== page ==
At least 8 weeks before your trip, check the latest country-specific health advice from the National Travel Health Network and Centre (NaTHNaC) on the TravelHealthPro website. Each country-specific page has information on vaccine recommendations, any current health risks or outbreaks, and factsheets with information on staying healthy abroad. Guidance is also available from NHS (Scotland) on the FitForTravel website.
General information on travel vaccinations and a travel health checklist is available on the NHS website. You may then wish to contact your health adviser or pharmacy for advice on other preventive measures and managing any pre-existing medical conditions while you’re abroad.
The legal status and regulation of some medicines prescribed or purchased in the UK can be different in other countries. If you’re travelling with prescription or over-the-counter medicine, read this guidance from NaTHNaC on best practice when travelling with medicines. For further information on the legal status of a specific medicine, you’ll need to contact the embassy, high commission or consulate of the country or territory you’re travelling to.
Public health facilities in Cambodia are very poor. Private clinics and hospitals in Phnom Penh are often better equipped, but are of variable quality and can be expensive. Many treatments and procedures are not available in Cambodia. Many people travel to neighbouring countries for medical treatment. The standards maintained by Cambodian emergency services are extremely poor in comparison to the UK and evacuation may be necessary for medical emergencies and anything other than minor medical concerns. Make sure you have adequate travel health insurance and that you also have accessible funds to cover the cost of any medical treatment abroad and repatriation as some hospitals will expect payment by you at the time of treatment.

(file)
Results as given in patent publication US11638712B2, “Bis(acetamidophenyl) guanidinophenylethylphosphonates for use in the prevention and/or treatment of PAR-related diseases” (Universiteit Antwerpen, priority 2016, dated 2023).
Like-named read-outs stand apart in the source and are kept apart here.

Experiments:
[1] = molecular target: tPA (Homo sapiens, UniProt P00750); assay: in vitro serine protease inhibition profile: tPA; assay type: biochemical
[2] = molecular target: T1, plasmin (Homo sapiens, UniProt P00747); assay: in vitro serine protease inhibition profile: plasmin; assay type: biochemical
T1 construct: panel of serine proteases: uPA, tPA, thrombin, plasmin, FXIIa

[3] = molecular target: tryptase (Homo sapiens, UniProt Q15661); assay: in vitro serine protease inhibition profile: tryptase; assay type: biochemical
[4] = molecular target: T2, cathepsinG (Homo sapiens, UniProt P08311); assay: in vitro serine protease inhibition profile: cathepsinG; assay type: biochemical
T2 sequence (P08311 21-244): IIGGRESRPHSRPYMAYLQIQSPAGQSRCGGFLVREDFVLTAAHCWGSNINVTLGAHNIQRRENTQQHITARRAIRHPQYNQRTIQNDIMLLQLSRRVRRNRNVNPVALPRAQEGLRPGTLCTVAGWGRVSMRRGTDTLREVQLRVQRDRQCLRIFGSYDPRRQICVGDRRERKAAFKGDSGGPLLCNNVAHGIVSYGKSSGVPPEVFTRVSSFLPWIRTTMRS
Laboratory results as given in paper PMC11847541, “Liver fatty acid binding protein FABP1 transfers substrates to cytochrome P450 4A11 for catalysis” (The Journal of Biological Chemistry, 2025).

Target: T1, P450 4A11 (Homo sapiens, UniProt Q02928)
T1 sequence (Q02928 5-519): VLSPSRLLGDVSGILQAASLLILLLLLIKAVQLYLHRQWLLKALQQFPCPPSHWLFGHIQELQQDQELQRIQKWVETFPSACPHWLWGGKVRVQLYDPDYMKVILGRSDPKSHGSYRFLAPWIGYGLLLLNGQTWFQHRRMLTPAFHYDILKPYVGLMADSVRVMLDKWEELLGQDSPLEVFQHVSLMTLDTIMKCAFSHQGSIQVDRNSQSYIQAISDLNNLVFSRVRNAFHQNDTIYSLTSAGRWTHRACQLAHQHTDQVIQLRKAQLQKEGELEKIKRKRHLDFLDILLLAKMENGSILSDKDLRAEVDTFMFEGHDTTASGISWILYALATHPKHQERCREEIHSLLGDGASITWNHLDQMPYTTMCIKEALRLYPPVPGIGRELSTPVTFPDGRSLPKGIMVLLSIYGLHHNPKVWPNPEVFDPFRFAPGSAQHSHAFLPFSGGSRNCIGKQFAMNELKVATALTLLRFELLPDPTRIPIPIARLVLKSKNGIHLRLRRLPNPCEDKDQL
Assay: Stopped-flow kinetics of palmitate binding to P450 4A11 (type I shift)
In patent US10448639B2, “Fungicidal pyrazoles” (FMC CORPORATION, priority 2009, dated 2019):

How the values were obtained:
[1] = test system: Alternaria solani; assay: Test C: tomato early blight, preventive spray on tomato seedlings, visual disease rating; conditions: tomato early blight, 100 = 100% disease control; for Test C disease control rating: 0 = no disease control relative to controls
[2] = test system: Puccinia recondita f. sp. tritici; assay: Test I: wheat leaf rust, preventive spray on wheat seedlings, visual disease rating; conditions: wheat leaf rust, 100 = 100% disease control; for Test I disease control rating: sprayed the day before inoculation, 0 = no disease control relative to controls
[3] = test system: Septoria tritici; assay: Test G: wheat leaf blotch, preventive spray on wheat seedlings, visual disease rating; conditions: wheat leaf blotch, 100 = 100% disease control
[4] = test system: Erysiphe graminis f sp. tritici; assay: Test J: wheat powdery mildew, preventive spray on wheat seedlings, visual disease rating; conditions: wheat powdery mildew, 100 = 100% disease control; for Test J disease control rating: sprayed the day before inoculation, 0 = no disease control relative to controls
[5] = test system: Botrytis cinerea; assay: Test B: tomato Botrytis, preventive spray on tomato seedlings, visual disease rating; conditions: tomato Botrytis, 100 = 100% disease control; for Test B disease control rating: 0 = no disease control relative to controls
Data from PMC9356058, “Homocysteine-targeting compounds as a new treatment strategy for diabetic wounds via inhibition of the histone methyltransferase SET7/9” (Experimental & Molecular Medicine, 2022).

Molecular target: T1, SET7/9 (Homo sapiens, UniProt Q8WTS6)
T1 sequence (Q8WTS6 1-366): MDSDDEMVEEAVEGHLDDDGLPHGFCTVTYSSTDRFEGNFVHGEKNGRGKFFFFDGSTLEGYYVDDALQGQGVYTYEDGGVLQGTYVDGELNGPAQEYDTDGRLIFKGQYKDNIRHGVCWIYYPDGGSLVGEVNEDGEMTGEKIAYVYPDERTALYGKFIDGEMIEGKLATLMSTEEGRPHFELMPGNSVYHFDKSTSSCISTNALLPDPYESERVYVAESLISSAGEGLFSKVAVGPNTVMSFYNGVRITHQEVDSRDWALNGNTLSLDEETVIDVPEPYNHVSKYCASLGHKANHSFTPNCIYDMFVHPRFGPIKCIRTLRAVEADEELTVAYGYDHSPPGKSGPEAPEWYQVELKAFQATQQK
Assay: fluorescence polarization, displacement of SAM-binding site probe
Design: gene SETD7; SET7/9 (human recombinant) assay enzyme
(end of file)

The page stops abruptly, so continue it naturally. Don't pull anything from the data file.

There are no proper mental health care facilities in Cambodia. Professional treatment including medication is difficult and expensive to obtain. Emergency mental health treatment is likely to require an air ambulance transfer to a country offering appropriate facilities.
Local pharmacies provide a limited supply of medications. Many sell counterfeit or out of date products. Make sure you bring adequate supplies for the duration of your stay.
UK health authorities have classified Cambodia as having a risk of Zika virus transmission. For information and advice about the risks associated with Zika virus, visit the National Travel Health Network and Centre website.
There have been some cases of Avian Influenza (Bird Flu) in poultry in Cambodia. This has led to a small number of human infections, including fatalities during 2011.
The risk to humans is believed to be very low, but as a precaution you should avoid visiting live animal markets, poultry farms and other places where you may come into close contact with domestic, caged or wild birds; and ensure poultry and egg dishes are thoroughly cooked.
There have been cases of hand, foot and mouth disease resulting in a number of deaths among children.
If you need emergency medical assistance during your trip, dial 119 and ask for an ambulance. You should contact your insurance/medical assistance company promptly if you are referred to a medical facility for treatment.